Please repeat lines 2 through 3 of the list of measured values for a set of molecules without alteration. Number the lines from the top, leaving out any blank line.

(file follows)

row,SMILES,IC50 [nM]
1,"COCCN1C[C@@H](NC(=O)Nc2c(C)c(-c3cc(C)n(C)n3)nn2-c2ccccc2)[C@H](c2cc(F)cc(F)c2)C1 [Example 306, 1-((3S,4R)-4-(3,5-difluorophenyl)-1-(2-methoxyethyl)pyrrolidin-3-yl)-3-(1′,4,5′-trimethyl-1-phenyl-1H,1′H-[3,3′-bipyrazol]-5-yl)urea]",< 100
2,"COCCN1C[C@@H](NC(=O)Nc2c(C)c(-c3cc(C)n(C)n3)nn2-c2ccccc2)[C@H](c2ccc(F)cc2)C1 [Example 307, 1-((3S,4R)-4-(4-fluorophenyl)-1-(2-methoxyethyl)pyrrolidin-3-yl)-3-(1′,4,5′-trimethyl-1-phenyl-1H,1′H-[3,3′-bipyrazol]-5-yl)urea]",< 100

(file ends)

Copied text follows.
1,"COCCN1C[C@@H](NC(=O)Nc2c(C)c(-c3cc(C)n(C)n3)nn2-c2ccccc2)[C@H](c2cc(F)cc(F)c2)C1 [Example 306, 1-((3S,4R)-4-(3,5-difluorophenyl)-1-(2-methoxyethyl)pyrrolidin-3-yl)-3-(1′,4,5′-trimethyl-1-phenyl-1H,1′H-[3,3′-bipyrazol]-5-yl)urea]",< 100
2,"COCCN1C[C@@H](NC(=O)Nc2c(C)c(-c3cc(C)n(C)n3)nn2-c2ccccc2)[C@H](c2ccc(F)cc2)C1 [Example 307, 1-((3S,4R)-4-(4-fluorophenyl)-1-(2-methoxyethyl)pyrrolidin-3-yl)-3-(1′,4,5′-trimethyl-1-phenyl-1H,1′H-[3,3′-bipyrazol]-5-yl)urea]",< 100